In Favour of Nuclear, South Korea Lowers Renewables Target

In the most recent reorganisation of the power mix, the South Korean administration led by President Yoon Suk-yeol will advocate for more nuclear energy and slow down renewables to provide a reliable electricity supply and reduce CO2 emissions by 2036.

The 10th Basic Plan for Long-Term Electricity Supply and Demand, which was published the week ending January 14 by the Ministry for Trade, Industry, and Energy (MOTIE), sets the percentage of renewable energy in overall power output at 21.6% in 2030 and 30.6% in 2036.

The 2030 Nationally Determined Contribution (NDC) plan, which was released last year, set a proportion of renewable energy for the end of the decade at 30.2%. However, MOTIE emphasised that, compared to the 9th Power Plan, where this share was set at 20.8%, its plan boosts the proportion of renewables by 2030.

However, that plan, created by the Moon Jae-in administration in 2020, also increased the capacity of renewable sources to 40% in 2034 and devalued nuclear power as part of a planned phase-out.

The revised plan sets generating share goals for nuclear energy at 32.4% in 2030 and 34.6% in 2036. Every two to four years, MOTIE publishes energy plans as a roadmap outlining which power sources will be given priority throughout that planning period. The most recent plan takes into account a steady decrease in the generation of fossil fuels, but the combined proportion of coal and LNG is still planned for close to 43% in 2030 and nearly 24% in 2036.

RE100 pledges will be difficult to keep

Solutions for Our Climate (SFOC), a Seoul-based advocacy group, has cautioned that the new long-term plan puts corporate promises to 100% renewable energy by South Korean corporations under the RE100 project in jeopardy.

According to Joojin Kim, executive director of SFOC, the 10th electricity plan is representative of the Korean government’s policy towards renewables: strict and limiting. The government is restricting the growth of renewable energy companies, which is a significant red flag.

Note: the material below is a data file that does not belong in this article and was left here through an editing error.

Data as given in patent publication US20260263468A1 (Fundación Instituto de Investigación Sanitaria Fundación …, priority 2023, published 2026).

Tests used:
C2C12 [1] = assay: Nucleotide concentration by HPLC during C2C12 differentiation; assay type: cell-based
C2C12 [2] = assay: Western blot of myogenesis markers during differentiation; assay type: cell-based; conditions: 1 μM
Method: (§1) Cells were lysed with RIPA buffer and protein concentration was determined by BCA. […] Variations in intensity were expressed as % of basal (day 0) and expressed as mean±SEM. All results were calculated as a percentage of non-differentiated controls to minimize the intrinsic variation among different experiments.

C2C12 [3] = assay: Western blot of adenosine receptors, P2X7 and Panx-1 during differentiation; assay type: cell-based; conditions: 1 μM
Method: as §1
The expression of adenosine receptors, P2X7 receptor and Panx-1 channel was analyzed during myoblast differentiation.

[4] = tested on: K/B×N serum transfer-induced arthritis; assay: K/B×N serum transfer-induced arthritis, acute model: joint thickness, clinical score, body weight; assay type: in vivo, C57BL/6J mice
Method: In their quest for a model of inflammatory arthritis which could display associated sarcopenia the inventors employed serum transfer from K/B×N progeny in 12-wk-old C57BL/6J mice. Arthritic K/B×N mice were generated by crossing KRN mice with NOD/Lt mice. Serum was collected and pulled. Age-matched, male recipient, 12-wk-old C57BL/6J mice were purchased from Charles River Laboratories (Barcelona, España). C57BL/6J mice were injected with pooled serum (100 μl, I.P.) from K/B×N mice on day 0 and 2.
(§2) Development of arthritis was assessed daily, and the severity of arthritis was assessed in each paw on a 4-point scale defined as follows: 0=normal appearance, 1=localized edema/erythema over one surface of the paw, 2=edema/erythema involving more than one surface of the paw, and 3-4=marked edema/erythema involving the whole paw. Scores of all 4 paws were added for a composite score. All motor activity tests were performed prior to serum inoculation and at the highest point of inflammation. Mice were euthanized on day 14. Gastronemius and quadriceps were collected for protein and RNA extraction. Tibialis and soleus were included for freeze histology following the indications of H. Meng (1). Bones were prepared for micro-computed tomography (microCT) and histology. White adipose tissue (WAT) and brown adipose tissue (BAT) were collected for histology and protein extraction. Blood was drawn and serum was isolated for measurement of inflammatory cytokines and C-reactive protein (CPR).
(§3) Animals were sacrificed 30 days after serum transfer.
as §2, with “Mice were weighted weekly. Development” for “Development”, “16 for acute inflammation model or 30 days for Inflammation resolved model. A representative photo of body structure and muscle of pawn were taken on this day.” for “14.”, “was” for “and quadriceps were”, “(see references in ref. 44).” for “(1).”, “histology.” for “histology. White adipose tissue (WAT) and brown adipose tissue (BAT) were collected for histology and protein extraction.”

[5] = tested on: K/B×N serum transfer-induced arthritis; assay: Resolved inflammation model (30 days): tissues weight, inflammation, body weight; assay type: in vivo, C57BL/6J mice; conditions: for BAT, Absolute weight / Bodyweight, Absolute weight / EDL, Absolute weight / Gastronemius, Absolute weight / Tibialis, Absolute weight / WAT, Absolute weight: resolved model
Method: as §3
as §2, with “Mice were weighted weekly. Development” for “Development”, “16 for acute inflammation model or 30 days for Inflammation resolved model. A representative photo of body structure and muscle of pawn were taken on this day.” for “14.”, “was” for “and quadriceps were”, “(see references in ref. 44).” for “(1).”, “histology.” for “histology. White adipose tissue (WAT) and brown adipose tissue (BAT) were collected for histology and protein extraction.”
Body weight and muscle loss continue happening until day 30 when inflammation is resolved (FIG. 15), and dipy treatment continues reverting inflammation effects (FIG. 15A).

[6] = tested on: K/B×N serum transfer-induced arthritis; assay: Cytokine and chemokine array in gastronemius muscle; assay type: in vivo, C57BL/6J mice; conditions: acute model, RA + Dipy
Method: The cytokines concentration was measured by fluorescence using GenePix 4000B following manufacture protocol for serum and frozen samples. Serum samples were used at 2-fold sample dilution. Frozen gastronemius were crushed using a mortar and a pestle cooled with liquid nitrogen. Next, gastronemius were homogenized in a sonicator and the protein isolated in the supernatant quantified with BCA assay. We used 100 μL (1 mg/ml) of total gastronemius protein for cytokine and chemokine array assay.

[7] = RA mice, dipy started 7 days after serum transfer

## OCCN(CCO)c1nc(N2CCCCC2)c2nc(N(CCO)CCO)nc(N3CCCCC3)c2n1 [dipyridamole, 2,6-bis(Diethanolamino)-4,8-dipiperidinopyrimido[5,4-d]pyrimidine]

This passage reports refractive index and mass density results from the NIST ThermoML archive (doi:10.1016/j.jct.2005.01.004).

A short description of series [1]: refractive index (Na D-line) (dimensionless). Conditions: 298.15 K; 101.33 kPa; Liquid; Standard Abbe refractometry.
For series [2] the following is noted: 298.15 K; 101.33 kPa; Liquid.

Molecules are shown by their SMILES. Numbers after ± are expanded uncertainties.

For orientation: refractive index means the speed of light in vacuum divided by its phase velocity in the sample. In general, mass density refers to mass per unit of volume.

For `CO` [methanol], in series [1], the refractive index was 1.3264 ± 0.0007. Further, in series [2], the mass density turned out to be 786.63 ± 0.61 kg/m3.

MOTIE disputes this conclusion, claiming that its renewable’s objective will be able to both meet domestic enterprises’ demand for RE100 and absorb additional RE100 subscribers in the future.

According to a translation provided to Renewables Now by SFOC’s communications officer Euijin Kim, MOTIE stated that they plan to continue broadening the supply of renewable energy for businesses to seamlessly enact RE100 in the long term, while proceeding to enforce steps to encourage private companies’ financing in the renewable energy sector.

However, many of Korea’s RE100 enterprises are already slipping behind on their obligations. Based on the present electricity plan, it is uncertain how the RE100 demand would be satisfied. When the RE100 group urged MOTIE to increase its renewables target in the then-announced draught 10th plan in November 2022, 28 Korean enterprises were among its members.

Target for renewables to decrease with RPS ratio

MOTIE will work to lower the Renewable Portfolio Standard requirements for Korea’s power providers under a new amendment that is currently undergoing public consultation (RPS).

The RPS ratio was originally scheduled to rise progressively to 25% in 2026 from its initial setting of 14.5% for 2023. The new regulations will reduce the RPS ratio to 13% in 2023 and subsequently raise it to 15% in 2026 and 25% in 2030 while taking into consideration the 21.6% renewable energy objective for that year.

Green New Deal won’t proceed

The implementation of Korea’s Green New Deal, a plan developed under former president Moon in 2020 in response to environmental and economic issues brought on by the COVID-19 outbreak, also appears to have been put on hold by the Yoon administration. Since there has been a change in administration, they may conclude that the Green New Deal is now essentially non-existent, according to Euijin Kim.

Yoon’s current administration has placed a strong emphasis on energy security, perhaps as a result of the conflict in Ukraine. But rather than attempting to quickly develop domestically produced renewable energy, the nation still intends to rely on fossil fuels in 2030, which are virtually entirely imported from abroad, she added.